A Guide to the Grand Palace in Bangkok

The Grand Palace in Bangkok is an incredible sight to see, from the thousands of mosaic tiles, the incredible shimmer of the gold buildings and the beautiful attention to detail everywhere you look. This should be on everyone must see list for Bangkok.

 

The basics:

The official address: Na Phra Lan Road, Phra Borom Maha Ratchawang, Phra Nakhon, Bangkok (Located just a short walk from Khao San Road)

Hours of operation:  Daily from 8:30 am to 3:30 pm except for a few days a year for special royal ceremonies.

Entrance fee: 500 Baht, this includes access to Wat Phra Kaeo, The Royal Thai Decorations & Coins Pavilion and Museum of Textile, which is located within the Grand Palace compound, and to Vimanmek Mansion Museum on Ratchawithi Road.

It is an additional 100 Baht for an audio guide available in English, French, German, Spanish, Russian, Japanese or Mandarin if you like.

 

Dress code: Visitors are required to dress appropriately. Many tourists are denied entrance on a daily basis because they did not come dressed properly.  Follow the below rules, and you will be fine.  If you didn’t pack right, no worries, buy your clothes outside the white wall (already inside the palace grounds) or borrow the proper clothes from the Palace for free (inside the white wall).

– You must be covered to your ankles.  This means no shorts, mini-skirts, short skirts, capris, tight fitting trousers, and tights.  Yes I know it is hot but if you want to go inside you have to be respectful. Sweatpants or PJ’s are also not permitted, dress nicely.

– Your shoulders must be covered at all times.  This means no sleeveless shirts or vests but includes see-through shirts and blouses.  There is also a sign saying rolled-up-sleeved shirts but they didn’t seem to enforce this.  You cannot however just bring a sarong or scarf and put it over your shoulders you must actually have a shirt on.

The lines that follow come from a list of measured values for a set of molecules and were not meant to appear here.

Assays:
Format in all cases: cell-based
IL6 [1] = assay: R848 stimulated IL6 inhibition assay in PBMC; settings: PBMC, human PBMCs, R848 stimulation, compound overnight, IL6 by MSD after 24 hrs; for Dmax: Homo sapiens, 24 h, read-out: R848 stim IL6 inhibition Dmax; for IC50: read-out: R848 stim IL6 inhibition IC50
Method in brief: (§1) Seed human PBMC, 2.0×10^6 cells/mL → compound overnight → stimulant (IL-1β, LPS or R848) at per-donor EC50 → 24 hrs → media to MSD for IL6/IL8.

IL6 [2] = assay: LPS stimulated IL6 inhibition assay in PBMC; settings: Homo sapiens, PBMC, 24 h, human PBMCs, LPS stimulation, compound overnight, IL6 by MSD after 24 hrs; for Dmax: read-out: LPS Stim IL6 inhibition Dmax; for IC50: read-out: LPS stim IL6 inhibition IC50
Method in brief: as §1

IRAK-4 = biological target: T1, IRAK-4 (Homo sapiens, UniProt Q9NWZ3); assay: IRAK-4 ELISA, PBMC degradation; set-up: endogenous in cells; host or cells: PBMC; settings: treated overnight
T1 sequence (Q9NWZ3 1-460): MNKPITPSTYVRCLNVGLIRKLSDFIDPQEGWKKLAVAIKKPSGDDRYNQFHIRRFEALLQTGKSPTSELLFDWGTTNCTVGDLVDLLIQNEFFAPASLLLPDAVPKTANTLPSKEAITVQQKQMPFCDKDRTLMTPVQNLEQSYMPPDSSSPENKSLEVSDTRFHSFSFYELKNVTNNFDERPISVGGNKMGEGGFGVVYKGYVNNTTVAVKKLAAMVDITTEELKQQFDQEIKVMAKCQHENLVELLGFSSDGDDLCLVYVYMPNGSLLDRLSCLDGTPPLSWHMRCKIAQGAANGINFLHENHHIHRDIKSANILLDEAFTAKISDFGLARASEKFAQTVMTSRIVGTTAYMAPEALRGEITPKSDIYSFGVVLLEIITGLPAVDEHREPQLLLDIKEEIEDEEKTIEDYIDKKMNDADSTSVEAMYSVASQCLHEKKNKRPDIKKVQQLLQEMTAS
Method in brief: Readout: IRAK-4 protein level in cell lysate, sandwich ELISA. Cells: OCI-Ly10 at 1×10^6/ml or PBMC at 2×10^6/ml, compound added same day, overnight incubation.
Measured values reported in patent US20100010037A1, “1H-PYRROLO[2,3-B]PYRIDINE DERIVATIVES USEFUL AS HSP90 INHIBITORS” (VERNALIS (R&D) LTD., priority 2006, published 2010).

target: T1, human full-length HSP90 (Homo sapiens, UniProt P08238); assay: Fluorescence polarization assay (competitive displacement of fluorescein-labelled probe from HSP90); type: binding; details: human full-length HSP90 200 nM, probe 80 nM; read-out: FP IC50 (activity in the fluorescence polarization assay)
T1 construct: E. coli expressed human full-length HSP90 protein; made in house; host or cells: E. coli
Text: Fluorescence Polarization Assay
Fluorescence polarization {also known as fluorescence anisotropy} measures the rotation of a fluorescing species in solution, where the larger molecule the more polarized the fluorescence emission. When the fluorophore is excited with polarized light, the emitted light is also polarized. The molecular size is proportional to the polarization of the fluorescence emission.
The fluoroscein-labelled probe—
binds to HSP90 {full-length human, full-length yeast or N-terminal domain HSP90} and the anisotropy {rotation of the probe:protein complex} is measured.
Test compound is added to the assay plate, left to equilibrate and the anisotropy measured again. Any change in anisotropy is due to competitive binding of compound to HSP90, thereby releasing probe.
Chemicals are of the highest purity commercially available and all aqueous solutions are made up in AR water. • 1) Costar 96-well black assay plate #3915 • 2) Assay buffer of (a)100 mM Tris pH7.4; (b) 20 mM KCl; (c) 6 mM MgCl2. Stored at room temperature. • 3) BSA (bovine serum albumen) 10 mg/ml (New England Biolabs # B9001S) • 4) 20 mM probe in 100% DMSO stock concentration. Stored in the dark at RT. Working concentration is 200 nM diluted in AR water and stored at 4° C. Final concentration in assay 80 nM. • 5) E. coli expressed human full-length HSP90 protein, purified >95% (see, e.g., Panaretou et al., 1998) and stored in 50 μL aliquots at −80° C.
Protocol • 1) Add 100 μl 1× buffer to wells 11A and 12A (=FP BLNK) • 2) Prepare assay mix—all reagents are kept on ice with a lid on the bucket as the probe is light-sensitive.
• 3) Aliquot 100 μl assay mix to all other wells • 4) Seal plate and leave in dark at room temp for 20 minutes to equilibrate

– No Sandals without ankle or heel straps, sorry this means no flip flops or thongs.  This is something that is not always enforced but best to be on the safe side…  It might be a good day to wear your shoes.

– Lastly for all of 2017 if possible wear black to show respect for the passing of the King, Bhumibol Adulyadej. (The whole country is in mourning)

What to Bring:

Water: It is hot in Thailand and wearing all the modest clothes makes it even hotter. Be sure to bring enough for a few hours.  You can’t buy anything once inside.

Camera: You are going to want to take a lot of pictures.  If you have some crazy professional looking set up you will not be allowed in.  DSLR’s are just fine.

A bag for your shoes: You will need to take them off to enter the Temple and they do get stolen quite often

 Helpful hints:

-There are several decent western style bathrooms once inside the grounds bring toilet paper just in case they are not stocked up or use the bum gun and drip dry.

– The free “borrow” clothes can get a little nasty.  I would really recommend buying a 100baht sarong outside the Palace instead of having to borrow the clothes there.  Even better come prepared with a long sleeved top and a long skirt/ pants.

– You many notice a huge line at some point (usually just outside the white walls) walk right past this line and into the gate of the white walls.  These are tour groups waiting for their time slot.  You can walk right past them into the grounds to buy your ticket.  I have heard from a few people who turned around when they saw all the people waiting, remember this is for groups.

– If you get tired take a breather in the porch area of the Temple take a little time to sit down, the marble is cool.  This was my favourite part of the entire Grand Palace, was just sitting down taking in the beauty surrounding us.

– There is quite a bit of walking involved in the direct sun wear sunscreen, dress appropriately, to stay cool but modest.

– There are a ton of people inside and bottlenecks tend to happen, be patient.

– Go early to avoid the heat and some of the crowds but 10 am this place is really busy.

Is there anything else missed?  What did you like most about the Grand Palace?  Let us know in the comments below.

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